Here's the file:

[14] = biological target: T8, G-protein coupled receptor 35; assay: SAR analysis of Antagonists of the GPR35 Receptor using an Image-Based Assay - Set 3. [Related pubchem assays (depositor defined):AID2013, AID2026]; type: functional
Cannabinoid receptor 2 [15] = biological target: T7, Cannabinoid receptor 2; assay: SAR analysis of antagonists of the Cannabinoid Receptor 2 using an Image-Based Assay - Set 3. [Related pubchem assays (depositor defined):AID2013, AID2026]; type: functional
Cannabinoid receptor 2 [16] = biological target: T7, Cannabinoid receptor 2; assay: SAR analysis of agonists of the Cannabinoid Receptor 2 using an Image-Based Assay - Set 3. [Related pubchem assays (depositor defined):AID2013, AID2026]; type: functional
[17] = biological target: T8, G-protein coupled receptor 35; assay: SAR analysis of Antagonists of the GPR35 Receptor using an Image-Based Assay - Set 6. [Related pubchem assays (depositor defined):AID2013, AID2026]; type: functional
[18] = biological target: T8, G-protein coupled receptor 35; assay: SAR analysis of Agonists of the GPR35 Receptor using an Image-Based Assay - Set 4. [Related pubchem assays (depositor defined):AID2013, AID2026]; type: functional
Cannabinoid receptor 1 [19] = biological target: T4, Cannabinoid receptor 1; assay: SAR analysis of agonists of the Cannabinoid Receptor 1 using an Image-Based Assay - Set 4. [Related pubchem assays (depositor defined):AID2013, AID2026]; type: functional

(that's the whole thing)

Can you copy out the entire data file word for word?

[14] = biological target: T8, G-protein coupled receptor 35; assay: SAR analysis of Antagonists of the GPR35 Receptor using an Image-Based Assay - Set 3. [Related pubchem assays (depositor defined):AID2013, AID2026]; type: functional
Cannabinoid receptor 2 [15] = biological target: T7, Cannabinoid receptor 2; assay: SAR analysis of antagonists of the Cannabinoid Receptor 2 using an Image-Based Assay - Set 3. [Related pubchem assays (depositor defined):AID2013, AID2026]; type: functional
Cannabinoid receptor 2 [16] = biological target: T7, Cannabinoid receptor 2; assay: SAR analysis of agonists of the Cannabinoid Receptor 2 using an Image-Based Assay - Set 3. [Related pubchem assays (depositor defined):AID2013, AID2026]; type: functional
[17] = biological target: T8, G-protein coupled receptor 35; assay: SAR analysis of Antagonists of the GPR35 Receptor using an Image-Based Assay - Set 6. [Related pubchem assays (depositor defined):AID2013, AID2026]; type: functional
[18] = biological target: T8, G-protein coupled receptor 35; assay: SAR analysis of Agonists of the GPR35 Receptor using an Image-Based Assay - Set 4. [Related pubchem assays (depositor defined):AID2013, AID2026]; type: functional
Cannabinoid receptor 1 [19] = biological target: T4, Cannabinoid receptor 1; assay: SAR analysis of agonists of the Cannabinoid Receptor 1 using an Image-Based Assay - Set 4. [Related pubchem assays (depositor defined):AID2013, AID2026]; type: functional